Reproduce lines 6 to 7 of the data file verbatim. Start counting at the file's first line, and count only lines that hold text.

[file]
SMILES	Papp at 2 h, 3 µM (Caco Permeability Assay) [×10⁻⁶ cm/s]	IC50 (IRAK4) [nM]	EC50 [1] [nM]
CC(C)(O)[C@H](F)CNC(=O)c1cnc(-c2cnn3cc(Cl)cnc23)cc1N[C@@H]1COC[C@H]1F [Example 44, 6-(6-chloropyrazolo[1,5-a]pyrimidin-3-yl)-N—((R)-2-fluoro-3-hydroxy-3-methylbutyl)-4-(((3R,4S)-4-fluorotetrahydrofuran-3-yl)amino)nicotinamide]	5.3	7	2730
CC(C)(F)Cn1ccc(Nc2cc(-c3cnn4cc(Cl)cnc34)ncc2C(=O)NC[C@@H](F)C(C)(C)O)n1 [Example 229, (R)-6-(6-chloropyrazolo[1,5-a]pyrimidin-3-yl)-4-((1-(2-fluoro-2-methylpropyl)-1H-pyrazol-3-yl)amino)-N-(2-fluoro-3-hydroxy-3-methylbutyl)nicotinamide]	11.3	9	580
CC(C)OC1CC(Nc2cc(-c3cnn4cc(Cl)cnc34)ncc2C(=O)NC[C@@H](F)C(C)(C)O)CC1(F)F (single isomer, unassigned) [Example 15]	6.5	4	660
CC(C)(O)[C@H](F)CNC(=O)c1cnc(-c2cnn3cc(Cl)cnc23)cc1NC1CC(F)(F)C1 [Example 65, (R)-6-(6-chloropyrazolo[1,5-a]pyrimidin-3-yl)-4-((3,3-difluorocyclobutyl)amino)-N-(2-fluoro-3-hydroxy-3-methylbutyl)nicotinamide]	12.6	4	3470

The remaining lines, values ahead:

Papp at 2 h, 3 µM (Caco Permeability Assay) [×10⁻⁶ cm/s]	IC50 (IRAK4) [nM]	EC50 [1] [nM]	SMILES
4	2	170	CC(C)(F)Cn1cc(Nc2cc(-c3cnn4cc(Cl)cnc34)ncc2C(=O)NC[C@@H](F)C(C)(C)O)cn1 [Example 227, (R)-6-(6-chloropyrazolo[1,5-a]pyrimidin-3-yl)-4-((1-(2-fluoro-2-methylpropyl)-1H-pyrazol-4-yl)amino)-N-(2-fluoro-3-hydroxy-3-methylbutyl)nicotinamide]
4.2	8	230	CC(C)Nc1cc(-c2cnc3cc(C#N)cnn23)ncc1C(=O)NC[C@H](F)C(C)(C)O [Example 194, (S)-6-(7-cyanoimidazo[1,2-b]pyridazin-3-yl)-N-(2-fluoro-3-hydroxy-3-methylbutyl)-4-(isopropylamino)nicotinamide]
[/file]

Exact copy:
The remaining lines, values ahead:

Papp at 2 h, 3 µM (Caco Permeability Assay) [×10⁻⁶ cm/s]	IC50 (IRAK4) [nM]	EC50 [1] [nM]	SMILES